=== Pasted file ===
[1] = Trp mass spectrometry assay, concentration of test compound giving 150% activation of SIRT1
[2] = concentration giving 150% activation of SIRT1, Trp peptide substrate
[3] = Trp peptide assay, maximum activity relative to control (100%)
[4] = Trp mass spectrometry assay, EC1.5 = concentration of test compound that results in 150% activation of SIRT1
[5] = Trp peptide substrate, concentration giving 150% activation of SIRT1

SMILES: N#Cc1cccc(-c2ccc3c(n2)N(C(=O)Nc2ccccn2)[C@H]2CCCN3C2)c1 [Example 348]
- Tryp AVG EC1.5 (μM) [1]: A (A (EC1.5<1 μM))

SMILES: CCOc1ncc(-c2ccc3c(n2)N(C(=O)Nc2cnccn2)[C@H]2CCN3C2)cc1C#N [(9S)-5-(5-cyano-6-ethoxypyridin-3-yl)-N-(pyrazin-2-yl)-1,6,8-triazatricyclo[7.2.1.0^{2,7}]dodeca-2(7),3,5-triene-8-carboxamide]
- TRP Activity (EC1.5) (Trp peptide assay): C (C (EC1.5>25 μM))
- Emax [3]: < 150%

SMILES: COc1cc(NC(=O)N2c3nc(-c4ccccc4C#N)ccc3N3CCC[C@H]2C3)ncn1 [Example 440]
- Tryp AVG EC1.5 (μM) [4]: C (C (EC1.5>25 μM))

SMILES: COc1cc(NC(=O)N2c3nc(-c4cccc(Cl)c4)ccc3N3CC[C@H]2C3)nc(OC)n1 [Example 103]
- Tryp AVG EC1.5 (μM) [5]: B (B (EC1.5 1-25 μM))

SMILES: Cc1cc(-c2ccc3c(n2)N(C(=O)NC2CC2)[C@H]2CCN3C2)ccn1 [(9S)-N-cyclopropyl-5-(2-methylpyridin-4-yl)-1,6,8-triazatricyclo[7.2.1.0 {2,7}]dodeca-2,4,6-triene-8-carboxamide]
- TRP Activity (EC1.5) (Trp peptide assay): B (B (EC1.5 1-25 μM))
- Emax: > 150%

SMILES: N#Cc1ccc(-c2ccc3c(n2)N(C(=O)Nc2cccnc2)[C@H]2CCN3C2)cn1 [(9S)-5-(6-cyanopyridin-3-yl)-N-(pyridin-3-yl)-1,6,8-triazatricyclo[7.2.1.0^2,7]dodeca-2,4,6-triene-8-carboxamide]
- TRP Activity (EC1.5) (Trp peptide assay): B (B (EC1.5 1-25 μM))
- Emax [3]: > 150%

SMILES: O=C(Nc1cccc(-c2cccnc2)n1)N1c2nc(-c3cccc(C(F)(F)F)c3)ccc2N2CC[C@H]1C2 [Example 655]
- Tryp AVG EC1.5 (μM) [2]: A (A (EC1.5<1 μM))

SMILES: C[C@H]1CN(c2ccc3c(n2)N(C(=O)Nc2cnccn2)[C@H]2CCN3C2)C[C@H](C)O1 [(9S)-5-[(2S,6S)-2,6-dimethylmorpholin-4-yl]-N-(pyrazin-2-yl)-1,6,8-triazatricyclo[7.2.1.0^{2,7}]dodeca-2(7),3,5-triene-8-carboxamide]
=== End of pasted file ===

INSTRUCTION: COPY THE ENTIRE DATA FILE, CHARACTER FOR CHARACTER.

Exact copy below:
[1] = Trp mass spectrometry assay, concentration of test compound giving 150% activation of SIRT1
[2] = concentration giving 150% activation of SIRT1, Trp peptide substrate
[3] = Trp peptide assay, maximum activity relative to control (100%)
[4] = Trp mass spectrometry assay, EC1.5 = concentration of test compound that results in 150% activation of SIRT1
[5] = Trp peptide substrate, concentration giving 150% activation of SIRT1

SMILES: N#Cc1cccc(-c2ccc3c(n2)N(C(=O)Nc2ccccn2)[C@H]2CCCN3C2)c1 [Example 348]
- Tryp AVG EC1.5 (μM) [1]: A (A (EC1.5<1 μM))

SMILES: CCOc1ncc(-c2ccc3c(n2)N(C(=O)Nc2cnccn2)[C@H]2CCN3C2)cc1C#N [(9S)-5-(5-cyano-6-ethoxypyridin-3-yl)-N-(pyrazin-2-yl)-1,6,8-triazatricyclo[7.2.1.0^{2,7}]dodeca-2(7),3,5-triene-8-carboxamide]
- TRP Activity (EC1.5) (Trp peptide assay): C (C (EC1.5>25 μM))
- Emax [3]: < 150%

SMILES: COc1cc(NC(=O)N2c3nc(-c4ccccc4C#N)ccc3N3CCC[C@H]2C3)ncn1 [Example 440]
- Tryp AVG EC1.5 (μM) [4]: C (C (EC1.5>25 μM))

SMILES: COc1cc(NC(=O)N2c3nc(-c4cccc(Cl)c4)ccc3N3CC[C@H]2C3)nc(OC)n1 [Example 103]
- Tryp AVG EC1.5 (μM) [5]: B (B (EC1.5 1-25 μM))

SMILES: Cc1cc(-c2ccc3c(n2)N(C(=O)NC2CC2)[C@H]2CCN3C2)ccn1 [(9S)-N-cyclopropyl-5-(2-methylpyridin-4-yl)-1,6,8-triazatricyclo[7.2.1.0 {2,7}]dodeca-2,4,6-triene-8-carboxamide]
- TRP Activity (EC1.5) (Trp peptide assay): B (B (EC1.5 1-25 μM))
- Emax: > 150%

SMILES: N#Cc1ccc(-c2ccc3c(n2)N(C(=O)Nc2cccnc2)[C@H]2CCN3C2)cn1 [(9S)-5-(6-cyanopyridin-3-yl)-N-(pyridin-3-yl)-1,6,8-triazatricyclo[7.2.1.0^2,7]dodeca-2,4,6-triene-8-carboxamide]
- TRP Activity (EC1.5) (Trp peptide assay): B (B (EC1.5 1-25 μM))
- Emax [3]: > 150%

SMILES: O=C(Nc1cccc(-c2cccnc2)n1)N1c2nc(-c3cccc(C(F)(F)F)c3)ccc2N2CC[C@H]1C2 [Example 655]
- Tryp AVG EC1.5 (μM) [2]: A (A (EC1.5<1 μM))

SMILES: C[C@H]1CN(c2ccc3c(n2)N(C(=O)Nc2cnccn2)[C@H]2CCN3C2)C[C@H](C)O1 [(9S)-5-[(2S,6S)-2,6-dimethylmorpholin-4-yl]-N-(pyrazin-2-yl)-1,6,8-triazatricyclo[7.2.1.0^{2,7}]dodeca-2(7),3,5-triene-8-carboxamide]